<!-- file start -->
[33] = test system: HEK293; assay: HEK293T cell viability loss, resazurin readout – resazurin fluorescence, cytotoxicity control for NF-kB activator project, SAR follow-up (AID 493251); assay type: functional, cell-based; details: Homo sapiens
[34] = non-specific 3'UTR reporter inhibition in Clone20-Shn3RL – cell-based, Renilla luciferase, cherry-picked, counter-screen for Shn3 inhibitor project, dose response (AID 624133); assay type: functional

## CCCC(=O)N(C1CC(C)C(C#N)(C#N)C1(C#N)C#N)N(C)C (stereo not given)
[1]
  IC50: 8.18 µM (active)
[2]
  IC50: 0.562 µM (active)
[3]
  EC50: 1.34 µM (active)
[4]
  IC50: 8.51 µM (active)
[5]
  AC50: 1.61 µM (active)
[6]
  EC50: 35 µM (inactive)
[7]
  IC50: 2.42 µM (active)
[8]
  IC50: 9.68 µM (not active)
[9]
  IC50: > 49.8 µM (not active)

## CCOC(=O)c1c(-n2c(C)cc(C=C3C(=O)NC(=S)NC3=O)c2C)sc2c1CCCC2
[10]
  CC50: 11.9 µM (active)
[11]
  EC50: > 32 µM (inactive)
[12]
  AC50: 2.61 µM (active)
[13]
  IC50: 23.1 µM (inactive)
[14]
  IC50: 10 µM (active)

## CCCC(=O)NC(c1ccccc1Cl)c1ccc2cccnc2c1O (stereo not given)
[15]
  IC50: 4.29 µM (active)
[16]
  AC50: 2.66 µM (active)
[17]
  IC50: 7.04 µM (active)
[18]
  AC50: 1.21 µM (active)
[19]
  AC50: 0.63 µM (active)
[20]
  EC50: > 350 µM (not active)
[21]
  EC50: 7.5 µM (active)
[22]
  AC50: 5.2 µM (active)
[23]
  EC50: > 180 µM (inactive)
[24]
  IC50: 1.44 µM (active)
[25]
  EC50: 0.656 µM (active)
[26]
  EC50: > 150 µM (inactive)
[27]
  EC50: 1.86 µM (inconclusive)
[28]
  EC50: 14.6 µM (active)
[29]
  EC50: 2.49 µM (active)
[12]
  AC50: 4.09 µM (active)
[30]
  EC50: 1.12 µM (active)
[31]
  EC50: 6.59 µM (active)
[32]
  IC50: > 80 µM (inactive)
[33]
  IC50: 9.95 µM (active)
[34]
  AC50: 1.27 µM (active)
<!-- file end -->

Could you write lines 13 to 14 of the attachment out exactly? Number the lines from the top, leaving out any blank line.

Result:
  AC50: 1.61 µM (active)
[6]